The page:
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( falling value ) A unit of currency buys less. There will be a competitive advantage as export prices fall
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19/28 EU member countries have adopted the euro as their currency. ( monetary union ). So the European Central Bank sets monetary policy for the whole area.
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Economic Cycle
The tendency of national or global economic activity to fluctuate between boom, downturn, recession and recovery.
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A time of rapid growth, linked to rising demand, lower unemployment and rising inflation
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Soft Landing
When the economy moves to a gradual downturn in growth after a boom, rather than into a recession
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GDP is falling ( 2+ quarters) linked with unemployment and low levels of business confidence
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an unattractive combination of falling GDP with prices rising at uncomfortable rates
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Social Capital
Capital assets which are publicly owned, eg roads, schools and hospitals
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Leading Indicators
Early signals of the direction of economic activity,such as the state of confidence or capital goods order.
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Lagging Indicatiors
Measures which are slow to reflect the current state of economic activity eg unemployment levels
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Income received by the owners of businesses and shares
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Leakages (STM)
Ways in which incomes escape the circular flow between houses and firms
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Injections (IGX)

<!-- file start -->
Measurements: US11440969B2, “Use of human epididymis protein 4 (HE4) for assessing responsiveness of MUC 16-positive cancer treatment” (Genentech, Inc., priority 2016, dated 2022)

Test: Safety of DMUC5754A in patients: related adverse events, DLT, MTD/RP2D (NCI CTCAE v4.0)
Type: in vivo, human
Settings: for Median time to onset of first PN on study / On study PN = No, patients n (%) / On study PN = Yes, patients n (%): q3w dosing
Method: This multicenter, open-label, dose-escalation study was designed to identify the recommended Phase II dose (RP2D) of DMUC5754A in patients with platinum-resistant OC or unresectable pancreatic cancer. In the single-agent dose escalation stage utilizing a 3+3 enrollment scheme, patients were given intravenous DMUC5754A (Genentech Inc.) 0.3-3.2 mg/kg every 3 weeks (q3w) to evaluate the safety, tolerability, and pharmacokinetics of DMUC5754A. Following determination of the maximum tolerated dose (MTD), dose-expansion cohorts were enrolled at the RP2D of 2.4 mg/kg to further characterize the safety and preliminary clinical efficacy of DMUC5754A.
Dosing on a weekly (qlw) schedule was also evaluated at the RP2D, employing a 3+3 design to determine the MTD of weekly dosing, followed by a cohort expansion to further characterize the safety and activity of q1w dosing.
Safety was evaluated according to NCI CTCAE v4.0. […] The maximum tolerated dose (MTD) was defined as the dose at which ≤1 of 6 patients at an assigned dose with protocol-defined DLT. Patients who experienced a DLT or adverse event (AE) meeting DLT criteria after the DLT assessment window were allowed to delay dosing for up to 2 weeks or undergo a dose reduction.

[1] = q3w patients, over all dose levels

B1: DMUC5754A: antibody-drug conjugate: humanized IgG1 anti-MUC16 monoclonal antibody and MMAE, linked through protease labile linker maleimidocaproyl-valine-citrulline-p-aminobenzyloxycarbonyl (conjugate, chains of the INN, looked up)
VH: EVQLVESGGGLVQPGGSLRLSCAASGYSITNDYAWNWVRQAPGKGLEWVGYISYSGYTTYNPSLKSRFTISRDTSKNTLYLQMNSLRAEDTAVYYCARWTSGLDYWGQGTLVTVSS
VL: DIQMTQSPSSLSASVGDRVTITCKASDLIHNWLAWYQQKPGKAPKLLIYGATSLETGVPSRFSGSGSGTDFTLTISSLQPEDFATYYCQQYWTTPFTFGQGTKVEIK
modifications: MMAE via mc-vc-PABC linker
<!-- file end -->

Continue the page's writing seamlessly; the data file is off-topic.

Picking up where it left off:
Additions to the circular flow from sources other than households.
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Aggregate demand
Measures total demand from all sources in the economy
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Capital goods
Productive assets, acquired by investment, which are expected to make a contribution to future output.
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Aggregate Demand Curve
Diagram representing the total level of demand in the economy at different price levels.
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Aggregate Supple Curve
Diagram showing total quantities of output in the economy at different price levels
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Supply Constraints
When demand for scarce resources increase forcing prices up. ( people, natural resources and financial resources)
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A rise in the general level of prices and a fall of purchasing power of money
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A fall in the general level of prices and a rise of purchasing power of money
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When rate of inflation falls
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Index Numbers
Take data for a period of time for each year, it gives the % change from the previous year.
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Allows us to adjust raw data to allow for the relative of importance of items eg those bought frequently in the case of a price index.
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Consumer Price Index (CPI) and Retail Price Index (RPI)
Main UK measures of inflation
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Real Values
Have the effect of inflation/deflation removed so they show the actual quantity changes
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Nominal Values
Current prices without modifying for inflation
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Being economically active, normally in a paid role
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Someone of working age and available for work but no job
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When people who want full time work can only find part time/ skilled people can only find unskilled work.
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Claimant count
Measure of unemployment of people claiming Job Seeker's Allowance
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Labour Force Survey (LBS)
Bases estimates on answers form people out of work and actively seeking work